Wednesday, June 19, 2013

What I've Read So Far This Year

So we're about halfway through the year, and I've managed to read a couple books! I'm not as avid a reader as I am a movie watcher, so I'm always delighted when I get to read something. My Kindle, which I got as a birthday gift last year, has been a huge help with this. It's easy to take it with me on trips or walks and know that I don't have to pace myself like I do when I'm traveling and I only have one book and if I finish it too fast I'll have nothing else to read.

Here are the 14 books I've read so far this year, in order of how much I liked them:

4 Stars

Last Chance to See by Douglas Adams. I'd never have expected Douglas Adams to write about endangered species and how he worked to help save them, but it's no surprise at all that since he did write about it, the book's really funny. Definitely worth the read.

Catch Me If You Can by Frank W. Abagnale. Loved the movie, loved the book. It covers even more ground than the movie does. Abagnale's story is truly a remarkable one.

Damaged by Melody Carlson. Carlson has always been able to capture the thought processes of teenage girls in a way that most writers of Christian young adult fiction just can't do. While the story's a little cheesy in its plot, the characters and the way it plays out ring very true.

A Year of Biblical Womanhood by Rachel Held Evans. I love Rachel Held Evans a lot and have incredible respect for her, and I really liked this thoughtful examination of Biblical womanhood. She examines the issue with humor while still taking the messages behind it seriously.

3 Stars

Me Talk Pretty One Day by David Sedaris. Not quite as hilarious as I'd been led to believe, although the sections focused on learning and speaking French were extremely funny. Still an entertaining read.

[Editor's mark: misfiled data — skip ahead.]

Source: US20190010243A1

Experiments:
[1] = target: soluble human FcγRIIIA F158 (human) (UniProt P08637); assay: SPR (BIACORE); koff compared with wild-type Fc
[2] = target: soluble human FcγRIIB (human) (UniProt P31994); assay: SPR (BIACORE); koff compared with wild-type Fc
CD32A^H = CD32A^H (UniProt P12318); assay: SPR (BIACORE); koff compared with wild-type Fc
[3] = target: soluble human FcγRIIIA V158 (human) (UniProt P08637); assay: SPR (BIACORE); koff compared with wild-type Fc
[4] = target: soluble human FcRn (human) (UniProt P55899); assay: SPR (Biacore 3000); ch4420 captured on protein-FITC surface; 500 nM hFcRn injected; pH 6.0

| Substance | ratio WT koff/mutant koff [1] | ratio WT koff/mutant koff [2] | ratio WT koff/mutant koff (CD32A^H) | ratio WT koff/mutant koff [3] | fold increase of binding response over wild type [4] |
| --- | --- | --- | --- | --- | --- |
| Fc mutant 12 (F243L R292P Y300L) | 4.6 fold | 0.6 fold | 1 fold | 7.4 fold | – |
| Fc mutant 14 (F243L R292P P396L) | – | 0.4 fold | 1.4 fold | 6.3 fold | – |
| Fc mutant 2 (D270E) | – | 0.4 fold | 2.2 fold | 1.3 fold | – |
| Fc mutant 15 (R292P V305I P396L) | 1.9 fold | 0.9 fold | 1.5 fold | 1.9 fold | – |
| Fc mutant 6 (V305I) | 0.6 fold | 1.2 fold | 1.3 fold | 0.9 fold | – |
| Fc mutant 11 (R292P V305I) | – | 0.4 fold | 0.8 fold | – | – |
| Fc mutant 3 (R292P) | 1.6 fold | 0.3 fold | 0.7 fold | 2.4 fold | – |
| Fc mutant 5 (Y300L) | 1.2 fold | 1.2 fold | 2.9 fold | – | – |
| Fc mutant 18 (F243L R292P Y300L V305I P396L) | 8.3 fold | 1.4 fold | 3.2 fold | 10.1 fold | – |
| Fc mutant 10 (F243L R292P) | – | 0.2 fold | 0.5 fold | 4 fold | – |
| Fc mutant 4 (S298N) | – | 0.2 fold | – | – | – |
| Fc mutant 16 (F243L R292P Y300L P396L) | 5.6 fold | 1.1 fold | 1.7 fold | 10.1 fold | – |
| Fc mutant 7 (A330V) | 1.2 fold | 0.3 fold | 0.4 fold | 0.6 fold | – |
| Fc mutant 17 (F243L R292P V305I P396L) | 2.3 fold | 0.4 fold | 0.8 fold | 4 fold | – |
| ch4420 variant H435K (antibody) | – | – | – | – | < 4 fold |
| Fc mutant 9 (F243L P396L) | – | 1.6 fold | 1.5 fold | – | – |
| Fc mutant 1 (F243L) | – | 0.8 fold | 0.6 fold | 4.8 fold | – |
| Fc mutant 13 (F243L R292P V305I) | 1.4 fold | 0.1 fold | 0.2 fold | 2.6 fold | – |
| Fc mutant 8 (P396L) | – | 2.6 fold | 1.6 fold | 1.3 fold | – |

Do Androids Dream of Electric Sheep? by Philip K. Dick. I need to read more by this guy. Reading this book made me interested in rewatching Blade Runner to see if I like it better the second time around.

Choke by Chuck Palahniuk. Although the main character is thoroughly unpleasant, the plot is intriguing, and the ending was satisfying.

What We Talk About When We Talk About God by Rob Bell. This book feels almost like a primer to Rob Bell's theology. He doesn't really say anything new here that he hasn't already said in Velvet Elvis or his Everything Is Spiritual DVD, but it's good, interesting stuff here just as it was there. I might recommend this as a first read to anyone who's not super familiar with Bell but wants to know what he's about.

I'll Be In My Room by C. Black. A tiny e-pamphlet geared toward parents and teachers of introverted children. Lots and lots of practical suggestions. I'd definitely recommend it for people wanting to learn how to better connect with introverts.

2 Stars

Haunted by Chuck Palahniuk. When I first read House by Ted Dekker and Frank Peretti, I felt like the entire book was a contest between the two to see who could be grosser. This book feels like Palahniuk having that contest with himself. Although a couple of the stories are really interesting, his vivid imagery and writing style is far too overwhelming for me in this book, and there were several stories I ended up skimming because they made me a little nauseous.

Mr. Monster by Dan Wells. Well, this was disappointing. I Am Not a Serial Killer was one of my very favorite books of last year, and this sequel just... doesn't do anything. It takes the exact same story and premise of the first book and tells basically the same story again, with nothing new added to the character or his development. The first one was wildly original and kept me reading the whole way through, but I guess he ran out of new places to go with this one.